You’ve heard it said that children are resilient, and this is true. However, when a parent is on the battlefront and away from home, children face a unique form of stress that few can understand. Not only do they have to worry that mom or dad will be hurt or killed, but they have to deal with living in a single-parent home, or moving in with relatives they normally don’t live with. If you have children you know who are going through the process of deployment, or if your own children are facing this reality, here are some tips that can help make the process easier.
1. Talk to Them
First, talk to the children about what is about to happen. Make sure that they understand they did nothing wrong. While the idea of combat is scary, it’s important for them to know, at least a little, where their parent is going and why. Use maps, photos and videos to show a little about military life and where mom or dad is going to be. Be honest, but do not paint a dire picture.
2. Talk About the Deployed Parent
Keep the deployed parent part of daily conversations. Tell stories about them, share jokes they loved or point out items that were gifts from the parent. When you have daddy’s favorite dinner, remind the children that it was his favorite. When you put out the Christmas tree that mom so carefully decorated every year, talk about how she would want it done. Above all, remind the child regularly how much the missing parent loves him or her.
3. Keep Routines in Place
When a parent leaves, it’s easy for the other parent to give up routines for a while. This can be quite harmful to the children. Try to keep the routines in place as much as possible, so that home life remains as stable as it can with a parent missing.
4. Count Down the Time
If you have a general idea of when the parent will return, create a count down. This will build anticipation for the return. Of course, it’s common that you have no idea when the deployment will officially end. You can create the feeling of a countdown by counting up – add a piece of candy to a jar every day dad or mom is gone, or add to a paper chain. Then, present the chain or candy at the reunion as part of your gifts and decorations.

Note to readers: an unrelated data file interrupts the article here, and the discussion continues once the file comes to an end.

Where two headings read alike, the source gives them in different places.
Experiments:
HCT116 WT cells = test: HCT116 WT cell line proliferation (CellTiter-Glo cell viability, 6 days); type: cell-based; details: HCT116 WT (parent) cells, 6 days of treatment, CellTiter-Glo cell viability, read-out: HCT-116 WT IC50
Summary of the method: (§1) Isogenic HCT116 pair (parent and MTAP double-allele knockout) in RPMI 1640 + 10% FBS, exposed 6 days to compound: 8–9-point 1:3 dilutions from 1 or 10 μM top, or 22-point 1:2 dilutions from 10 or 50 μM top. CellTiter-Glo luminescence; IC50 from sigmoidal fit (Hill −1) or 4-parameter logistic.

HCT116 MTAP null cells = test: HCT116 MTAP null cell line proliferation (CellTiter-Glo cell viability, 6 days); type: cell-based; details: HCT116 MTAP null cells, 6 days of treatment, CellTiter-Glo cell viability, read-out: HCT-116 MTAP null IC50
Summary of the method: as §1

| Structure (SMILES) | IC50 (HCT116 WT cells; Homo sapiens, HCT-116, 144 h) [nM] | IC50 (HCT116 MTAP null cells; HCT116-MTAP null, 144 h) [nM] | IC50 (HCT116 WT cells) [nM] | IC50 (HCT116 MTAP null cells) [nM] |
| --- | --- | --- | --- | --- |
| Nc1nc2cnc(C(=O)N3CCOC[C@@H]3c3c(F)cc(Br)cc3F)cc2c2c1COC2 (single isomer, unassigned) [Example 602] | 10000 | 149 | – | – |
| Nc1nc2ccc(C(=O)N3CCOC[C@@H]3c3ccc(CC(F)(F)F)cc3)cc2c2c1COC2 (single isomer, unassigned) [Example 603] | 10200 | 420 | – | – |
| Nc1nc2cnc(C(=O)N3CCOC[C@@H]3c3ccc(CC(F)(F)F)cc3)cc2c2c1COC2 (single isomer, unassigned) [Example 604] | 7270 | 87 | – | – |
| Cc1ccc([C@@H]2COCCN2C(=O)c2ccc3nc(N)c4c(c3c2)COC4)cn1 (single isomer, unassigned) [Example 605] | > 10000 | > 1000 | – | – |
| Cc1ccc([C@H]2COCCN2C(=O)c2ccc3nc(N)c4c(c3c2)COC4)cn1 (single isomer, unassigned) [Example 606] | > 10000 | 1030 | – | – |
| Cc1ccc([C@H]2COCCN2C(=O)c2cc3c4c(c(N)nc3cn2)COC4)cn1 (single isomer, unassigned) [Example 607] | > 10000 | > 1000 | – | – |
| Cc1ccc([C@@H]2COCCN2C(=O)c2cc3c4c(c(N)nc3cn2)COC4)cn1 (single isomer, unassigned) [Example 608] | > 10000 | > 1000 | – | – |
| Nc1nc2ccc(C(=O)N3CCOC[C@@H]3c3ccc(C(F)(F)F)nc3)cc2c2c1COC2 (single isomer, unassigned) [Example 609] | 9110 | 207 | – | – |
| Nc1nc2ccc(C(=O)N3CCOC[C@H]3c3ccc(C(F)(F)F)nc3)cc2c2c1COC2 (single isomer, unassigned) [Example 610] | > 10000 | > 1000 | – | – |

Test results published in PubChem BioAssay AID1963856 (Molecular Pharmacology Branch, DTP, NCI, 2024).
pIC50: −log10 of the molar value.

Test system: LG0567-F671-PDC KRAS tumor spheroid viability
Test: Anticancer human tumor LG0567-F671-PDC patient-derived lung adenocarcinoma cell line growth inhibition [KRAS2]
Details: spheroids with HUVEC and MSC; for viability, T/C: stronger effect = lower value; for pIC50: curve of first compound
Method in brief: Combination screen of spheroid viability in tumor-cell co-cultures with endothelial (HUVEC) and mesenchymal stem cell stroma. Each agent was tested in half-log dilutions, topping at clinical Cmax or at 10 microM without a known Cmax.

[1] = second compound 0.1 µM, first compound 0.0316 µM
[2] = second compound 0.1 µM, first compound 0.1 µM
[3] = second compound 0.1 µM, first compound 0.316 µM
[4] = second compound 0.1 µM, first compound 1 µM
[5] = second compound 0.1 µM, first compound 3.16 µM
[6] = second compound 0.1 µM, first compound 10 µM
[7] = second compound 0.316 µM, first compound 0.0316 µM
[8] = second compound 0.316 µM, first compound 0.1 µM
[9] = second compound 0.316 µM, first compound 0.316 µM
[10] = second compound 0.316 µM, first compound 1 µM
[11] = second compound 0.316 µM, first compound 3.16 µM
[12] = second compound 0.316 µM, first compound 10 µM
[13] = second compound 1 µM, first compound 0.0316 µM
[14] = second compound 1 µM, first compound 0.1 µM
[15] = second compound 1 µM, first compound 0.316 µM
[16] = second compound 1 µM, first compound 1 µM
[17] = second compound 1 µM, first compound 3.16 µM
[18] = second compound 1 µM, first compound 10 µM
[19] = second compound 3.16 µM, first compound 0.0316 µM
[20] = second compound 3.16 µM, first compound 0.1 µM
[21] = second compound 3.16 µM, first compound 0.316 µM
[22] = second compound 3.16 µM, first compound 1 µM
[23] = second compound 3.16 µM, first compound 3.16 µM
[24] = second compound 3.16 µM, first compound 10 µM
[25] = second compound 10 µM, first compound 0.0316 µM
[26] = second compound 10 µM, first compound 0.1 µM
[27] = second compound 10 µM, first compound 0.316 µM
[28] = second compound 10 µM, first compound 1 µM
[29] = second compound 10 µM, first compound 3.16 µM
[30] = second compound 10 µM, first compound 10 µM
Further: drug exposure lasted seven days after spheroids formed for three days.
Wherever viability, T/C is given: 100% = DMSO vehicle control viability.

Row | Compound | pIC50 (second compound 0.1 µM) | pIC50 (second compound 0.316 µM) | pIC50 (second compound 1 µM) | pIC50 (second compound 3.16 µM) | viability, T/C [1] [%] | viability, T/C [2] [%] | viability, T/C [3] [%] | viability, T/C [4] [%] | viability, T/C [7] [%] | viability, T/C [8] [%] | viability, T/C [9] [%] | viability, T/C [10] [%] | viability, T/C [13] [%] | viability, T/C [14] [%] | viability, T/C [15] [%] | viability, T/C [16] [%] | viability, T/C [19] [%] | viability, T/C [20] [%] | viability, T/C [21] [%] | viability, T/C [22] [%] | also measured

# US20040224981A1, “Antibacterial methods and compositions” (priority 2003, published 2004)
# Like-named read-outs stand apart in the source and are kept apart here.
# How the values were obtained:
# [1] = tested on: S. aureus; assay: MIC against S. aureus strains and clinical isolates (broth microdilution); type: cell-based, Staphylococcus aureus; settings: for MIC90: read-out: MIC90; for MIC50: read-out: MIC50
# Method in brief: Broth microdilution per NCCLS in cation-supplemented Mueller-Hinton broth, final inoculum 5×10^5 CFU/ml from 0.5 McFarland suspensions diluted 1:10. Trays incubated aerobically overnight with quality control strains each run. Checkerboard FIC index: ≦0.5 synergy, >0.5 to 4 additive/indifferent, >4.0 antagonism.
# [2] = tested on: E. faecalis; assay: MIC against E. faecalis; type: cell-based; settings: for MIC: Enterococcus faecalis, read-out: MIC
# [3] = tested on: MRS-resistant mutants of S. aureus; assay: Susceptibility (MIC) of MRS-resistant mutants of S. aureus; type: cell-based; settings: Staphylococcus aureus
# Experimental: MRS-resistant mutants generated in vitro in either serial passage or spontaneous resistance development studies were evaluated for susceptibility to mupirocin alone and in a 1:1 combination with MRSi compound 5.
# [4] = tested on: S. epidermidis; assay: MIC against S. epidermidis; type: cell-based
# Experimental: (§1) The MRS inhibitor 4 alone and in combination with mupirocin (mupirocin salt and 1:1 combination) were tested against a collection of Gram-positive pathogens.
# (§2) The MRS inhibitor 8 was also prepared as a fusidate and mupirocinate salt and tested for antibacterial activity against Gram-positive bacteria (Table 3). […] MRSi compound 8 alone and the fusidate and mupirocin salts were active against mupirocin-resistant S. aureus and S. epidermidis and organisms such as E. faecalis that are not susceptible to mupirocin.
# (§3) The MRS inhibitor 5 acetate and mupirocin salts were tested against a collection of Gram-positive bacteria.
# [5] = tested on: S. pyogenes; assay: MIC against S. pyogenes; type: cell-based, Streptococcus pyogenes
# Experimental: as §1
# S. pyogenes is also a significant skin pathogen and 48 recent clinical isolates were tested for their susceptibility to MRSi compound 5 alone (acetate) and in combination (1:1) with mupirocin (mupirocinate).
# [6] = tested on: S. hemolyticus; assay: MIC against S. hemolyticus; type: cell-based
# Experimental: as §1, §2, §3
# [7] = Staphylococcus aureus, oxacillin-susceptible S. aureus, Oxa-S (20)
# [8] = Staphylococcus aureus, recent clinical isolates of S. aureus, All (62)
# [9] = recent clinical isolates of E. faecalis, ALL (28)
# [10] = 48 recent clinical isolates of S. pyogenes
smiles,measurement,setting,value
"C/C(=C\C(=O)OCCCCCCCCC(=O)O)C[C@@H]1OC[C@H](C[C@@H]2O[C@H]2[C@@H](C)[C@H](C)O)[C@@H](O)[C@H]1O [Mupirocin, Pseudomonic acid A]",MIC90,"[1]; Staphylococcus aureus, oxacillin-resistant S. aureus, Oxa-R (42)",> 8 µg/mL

5. Be Cautious with Media
Media often displays military life as fraught with danger. While it is, you don’t want your children dwelling on this. Be careful about letting them watch shows that depict military action. This can drain their emotions and cause unnecessary worries.
6. Alert Teachers and Other Authorities
It’s common for children to act out when their parent is deployed, so make sure teachers, coaches and other authorities know what is going on. This will equip them to show a little more support when the child is having a problem with behavior or showing signs of anxiety.
7. Let Children Express Feelings
If children keep their feelings about the deployment bottled up, they will eventually come out in an explosion. This is unhealthy. Give children a place to express their feelings, whether it is a journal, play therapy or simply heart to heart chats. Hearing their feelings can be scary to the other parent, but it’s vital that they have the room to express.
8. Be There for Comfort
Above all, be there for comfort and reassurance whenever your child needs it, even when they are acting out during this stressful time. Remember how much stress you feel, and know that this is amplified in the mind of your child.
Children need extra care and support during deployment. Hold them close, reassure them and listen to them, and you will help them weather this challenging time well.